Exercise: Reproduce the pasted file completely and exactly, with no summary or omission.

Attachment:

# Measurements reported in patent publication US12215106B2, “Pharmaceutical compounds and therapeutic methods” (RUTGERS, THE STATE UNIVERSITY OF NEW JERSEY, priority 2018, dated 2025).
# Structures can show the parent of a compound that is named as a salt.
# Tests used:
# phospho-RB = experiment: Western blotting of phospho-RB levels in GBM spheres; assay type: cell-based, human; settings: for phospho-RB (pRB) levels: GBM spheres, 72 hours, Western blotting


# Measurements reported in patent publication US12215106B2, “Pharmaceutical compounds and therapeutic methods” (RUTGERS, THE STATE UNIVERSITY OF NEW JERSEY, priority 2018, dated 2025).
# Structures can show the parent of a compound that is named as a salt.
# Tests used:
# phospho-RB = experiment: Western blotting of phospho-RB levels in GBM spheres; assay type: cell-based, human; settings: for phospho-RB (pRB) levels: GBM spheres, 72 hours, Western blotting